9. Take My Eyes - Domestic violence.
10. Water - Widowhood
The cases and judgments
1. Government of AP Vs P B Vijay Kumar and
another, 1995,
The Government of Andhra Pradesh in the year 1984 decided that women were
not getting their due share of public employment.
"22-A: Notwithstanding anything contained in these Rules or
Special or Ad-hoc Rules-
(1) In the matter of direct recruitment to posts for which
women are better suited than men, preference shall be given to
women; (G.O..Ms.MNo.472, G.A. dated 11.10.1985):
Provided that such absolute preference to women shall not result
in total exclusion of men in any category of posts.
(2) In the matter of direct recruitment to posts for which
women and men are equally suited, other things being equal,
preference shall be given to women and they shall be selected to
an extent of at least 30% of the posts in each category of
O.C., B.C., S.C., and S.T. quota.
(3) In the matter of direct recruitment to posts which are reserved
exclusively for being filled by women they shall be filled by women
only."
Government of AP Vs P B Vijay Kumar and another, 1995,

The respondent before us has submitted that if Article 16(2)


is read with Article 16(4) it is clear that reservation of
appointments or posts in favor of any backward class of
citizens which, in the opinion of the State, is not
adequately represented in the services under the State is
expressly permitted.
But there is no such express provision in relation to
reservation of appointments or posts in favor of women
under Article 16. Therefore, the respondent
contends that the State cannot make any
reservation in favor of women in relation to
appointments or posts under the State. According to
the respondent this would amount to discrimination on
the ground of sex in public employment or appointment to
posts under the State and would violate Article 16(2).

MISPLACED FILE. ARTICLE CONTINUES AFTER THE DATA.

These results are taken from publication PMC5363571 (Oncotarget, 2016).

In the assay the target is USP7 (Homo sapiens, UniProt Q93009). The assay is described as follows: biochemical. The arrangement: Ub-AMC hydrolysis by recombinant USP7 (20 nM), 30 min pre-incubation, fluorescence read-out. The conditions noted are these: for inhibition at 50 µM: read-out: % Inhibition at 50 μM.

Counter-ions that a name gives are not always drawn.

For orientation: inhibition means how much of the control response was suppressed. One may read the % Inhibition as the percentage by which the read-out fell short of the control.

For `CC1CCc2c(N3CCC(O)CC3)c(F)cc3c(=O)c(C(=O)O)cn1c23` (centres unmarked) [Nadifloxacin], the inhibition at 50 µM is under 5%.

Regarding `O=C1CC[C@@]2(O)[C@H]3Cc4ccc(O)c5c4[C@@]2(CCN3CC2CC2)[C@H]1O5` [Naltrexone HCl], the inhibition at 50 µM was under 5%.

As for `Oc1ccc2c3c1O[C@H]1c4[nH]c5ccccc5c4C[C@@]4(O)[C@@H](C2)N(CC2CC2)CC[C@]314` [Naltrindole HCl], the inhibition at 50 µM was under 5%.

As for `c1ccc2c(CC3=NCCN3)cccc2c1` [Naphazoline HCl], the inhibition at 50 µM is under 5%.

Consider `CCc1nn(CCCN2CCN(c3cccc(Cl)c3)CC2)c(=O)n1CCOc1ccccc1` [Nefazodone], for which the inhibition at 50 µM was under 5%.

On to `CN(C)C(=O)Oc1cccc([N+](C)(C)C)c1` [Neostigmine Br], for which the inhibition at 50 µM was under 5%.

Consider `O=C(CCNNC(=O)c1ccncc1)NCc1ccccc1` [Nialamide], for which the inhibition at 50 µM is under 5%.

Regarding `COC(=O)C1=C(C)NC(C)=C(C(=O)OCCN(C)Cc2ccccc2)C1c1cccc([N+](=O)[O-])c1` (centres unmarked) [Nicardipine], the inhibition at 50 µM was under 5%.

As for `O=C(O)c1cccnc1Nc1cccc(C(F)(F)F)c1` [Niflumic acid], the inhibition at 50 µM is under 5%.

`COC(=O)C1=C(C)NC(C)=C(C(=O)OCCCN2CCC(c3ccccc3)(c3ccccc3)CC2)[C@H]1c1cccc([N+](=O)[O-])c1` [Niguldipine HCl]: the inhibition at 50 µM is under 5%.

2. Karnel sing vs state of MP, 1995

The appellant challenges his conviction under Section 376, IPC, and
the sentence and fine imposed on him.The facts leading to
the conviction, briefly stated, are that the prosecutrix (PW 1)
Panchbai, was working at a factory where she had reported for
duty on the morning of 28.8.1987 around 8.00 a.m. Her job was
to lift boulders and place them within the factory premises. While
she was working inside the factory, another laborer by the name
Charan was also present.
The appellant and his companion Pyaru came to the factory
premises, asked Charan to fetch tea and on his departure the
appellant lifted her bodily and took her inside the machine room,
placed her on the ground, undressed her from below the waist
and had sexual intercourse with her. Pyaru, since acquitted, was
asked to keep a watch outside the factory. According to the
prosecution after the appellant had satisfied his lust and before
Pyaru could take his turn the prosecutrix ran through the opening
in the compound wall of the factory, searched her husband, a
rickshaw puller, and thereafter lodged the First Information
Report (Ex.P-1).
3.Vishaka and others vs state of
Rajasthan, 1997
In 1992 Bhanwari Devi a social worker in Rajasthan was
brutally gang raped by a number of upper class men, because
she had tried to stop a child marriage. Bhanwari Devi was
determined to get justice and lodged a case against the
offenders. However, the accused was acquitted by a trial
court. This appalling injustice, together with the fighting
spirit of Bhanwari Devi, inspired several womens groups and
NGOs to file a petition in the Supreme Court under the
collective platform of Vishakha.
The petition, resulted in what are popularly known as the
Vishaka Guidelines. The judgment of August 1997 given by a
bench of J. S. Verma (then C.J.I)., Sujata Manohar and B. N.
Kirpal, provided the basic definitions of sexual harassment at
the workplace and provided guidelines to deal with it. It is
seen as a significant legal victory for women's groups in